A Social Legacy
The rapid economic growth of cities in the Netherlands during the late Middle Ages attracted an enormous number of immigrants. As a result, ethnically diverse commercial interests dominated these cities and their overseas enterprises. The Dutch West India Company's settlement of New Netherland reflected the heterogeneous society of the Dutch Republic's largest province, Holland. As in Holland, the Company's directors allowed various nationalities to settle in discrete communities under its auspices. By the time of the English conquest, New Netherland contained ethnically diverse populations coexisting in a patchwork of communities that mirrored Holland's metropolitan culture. The tolerant yet assimilative culture that the Dutch established continues to echo in the Mid-Atlantic American states today.
In the early modern Netherlands, towns dominated the countryside, and merchant elites known as regents dominated the towns. The Dutch brought this urban tradition with them to the New World. The West India Company's grant of local governing rights to Beverwijck (Albany) in 1652 and municipal rights to New Amsterdam (New York City) in 1653, resulted in the re-creation of a familiar Old World social structure. As an individual acquired wealth through trade, the community elevated his or her social and political standing. An indication of the status of merchants is in their prominence as church officers, and in their appointment as magistrates and to positions of militia commands. The result was the emergence of a middle-class (burgerlijke) urban patrician class that gained social and political dominance after 1664. New York's mercantile urban culture particularly flourished, albeit in Dutch fashion, following England's incorporation of New Netherland into its colonial world.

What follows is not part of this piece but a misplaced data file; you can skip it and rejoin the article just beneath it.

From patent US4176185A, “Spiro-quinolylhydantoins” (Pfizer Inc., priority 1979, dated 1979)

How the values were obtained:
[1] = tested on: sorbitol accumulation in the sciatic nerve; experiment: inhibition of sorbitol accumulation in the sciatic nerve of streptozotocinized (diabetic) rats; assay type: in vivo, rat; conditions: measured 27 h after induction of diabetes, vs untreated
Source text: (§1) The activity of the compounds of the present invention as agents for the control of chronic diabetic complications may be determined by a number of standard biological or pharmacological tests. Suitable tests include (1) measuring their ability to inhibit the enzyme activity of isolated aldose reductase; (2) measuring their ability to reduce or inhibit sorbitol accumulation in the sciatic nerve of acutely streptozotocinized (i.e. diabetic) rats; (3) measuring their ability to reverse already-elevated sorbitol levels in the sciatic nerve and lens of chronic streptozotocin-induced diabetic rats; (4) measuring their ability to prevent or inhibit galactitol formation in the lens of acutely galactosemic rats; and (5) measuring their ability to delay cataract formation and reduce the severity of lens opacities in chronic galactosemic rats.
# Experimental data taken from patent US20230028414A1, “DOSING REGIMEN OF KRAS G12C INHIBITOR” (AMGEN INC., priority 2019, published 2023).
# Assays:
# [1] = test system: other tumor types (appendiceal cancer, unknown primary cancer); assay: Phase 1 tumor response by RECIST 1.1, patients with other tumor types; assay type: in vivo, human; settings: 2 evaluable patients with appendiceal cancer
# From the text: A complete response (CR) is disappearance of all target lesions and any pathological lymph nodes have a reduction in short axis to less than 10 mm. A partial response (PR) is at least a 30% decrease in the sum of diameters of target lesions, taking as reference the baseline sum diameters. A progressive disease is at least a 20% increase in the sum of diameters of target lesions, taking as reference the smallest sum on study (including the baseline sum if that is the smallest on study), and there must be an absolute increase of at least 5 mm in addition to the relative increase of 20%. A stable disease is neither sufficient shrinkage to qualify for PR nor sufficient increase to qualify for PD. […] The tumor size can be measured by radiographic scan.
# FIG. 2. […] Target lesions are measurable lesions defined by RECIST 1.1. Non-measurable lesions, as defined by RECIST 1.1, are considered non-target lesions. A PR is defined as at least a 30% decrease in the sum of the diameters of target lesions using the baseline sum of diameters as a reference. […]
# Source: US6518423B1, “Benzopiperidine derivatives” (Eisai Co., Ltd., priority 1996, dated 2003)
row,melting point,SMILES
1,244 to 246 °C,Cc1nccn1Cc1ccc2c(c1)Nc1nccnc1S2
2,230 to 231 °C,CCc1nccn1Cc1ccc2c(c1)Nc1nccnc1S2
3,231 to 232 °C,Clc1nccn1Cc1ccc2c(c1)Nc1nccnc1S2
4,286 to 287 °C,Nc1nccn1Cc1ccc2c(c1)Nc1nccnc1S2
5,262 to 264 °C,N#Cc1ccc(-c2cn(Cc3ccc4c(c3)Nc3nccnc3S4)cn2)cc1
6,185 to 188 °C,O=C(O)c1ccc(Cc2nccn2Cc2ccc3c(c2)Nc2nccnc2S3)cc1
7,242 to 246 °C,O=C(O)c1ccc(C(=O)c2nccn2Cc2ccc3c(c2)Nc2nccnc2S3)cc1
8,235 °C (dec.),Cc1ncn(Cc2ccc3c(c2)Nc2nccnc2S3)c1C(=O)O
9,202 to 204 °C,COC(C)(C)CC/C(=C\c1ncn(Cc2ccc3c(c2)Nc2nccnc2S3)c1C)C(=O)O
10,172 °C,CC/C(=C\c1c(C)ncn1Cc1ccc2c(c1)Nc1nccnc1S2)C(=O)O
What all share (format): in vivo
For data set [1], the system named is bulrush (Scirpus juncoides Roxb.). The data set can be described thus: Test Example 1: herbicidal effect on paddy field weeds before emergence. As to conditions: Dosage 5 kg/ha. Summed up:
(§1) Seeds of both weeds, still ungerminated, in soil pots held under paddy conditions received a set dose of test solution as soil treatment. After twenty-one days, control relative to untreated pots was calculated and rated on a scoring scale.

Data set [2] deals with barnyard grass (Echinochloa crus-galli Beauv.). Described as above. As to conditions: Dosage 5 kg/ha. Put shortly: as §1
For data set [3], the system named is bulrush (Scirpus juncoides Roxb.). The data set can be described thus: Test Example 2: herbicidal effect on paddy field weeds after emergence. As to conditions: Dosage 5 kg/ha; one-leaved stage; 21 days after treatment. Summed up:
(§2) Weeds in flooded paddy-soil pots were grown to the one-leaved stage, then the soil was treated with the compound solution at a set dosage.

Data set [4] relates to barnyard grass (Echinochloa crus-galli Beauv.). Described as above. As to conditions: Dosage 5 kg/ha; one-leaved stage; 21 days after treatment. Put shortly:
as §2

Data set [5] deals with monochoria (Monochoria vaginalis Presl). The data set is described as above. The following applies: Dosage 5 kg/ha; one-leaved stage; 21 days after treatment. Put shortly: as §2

1. Fernand Braudel, The Mediterranean and the Mediterranean World in the Age of Philip II, Siân Reynolds, trans. (New York, 1976), 1:277-78
2. For the prominence of merchants see Beverly McAnear, "Politics in Provincial New York 1689-1761" (Ph.D. diss., Stanford University, 1935), 1:69-71; and Thomas J. Archdeacon, New York City 1664-1710 (Ithaca, 1976), 58-77; Joyce Goodfriend, Before the Melting Pot: Society and Culture in Colonial New York, 1664-1730 (Princeton: Princeton University Press, 1992).
3. For the development of oligarchies in New York see Alice P. Kenney, The Gansevoorts of Albany: Dutch Patricians in the Upper Hudson Valley (Syracuse, NY: Syracuse University Press, 1969), particularly the introduction.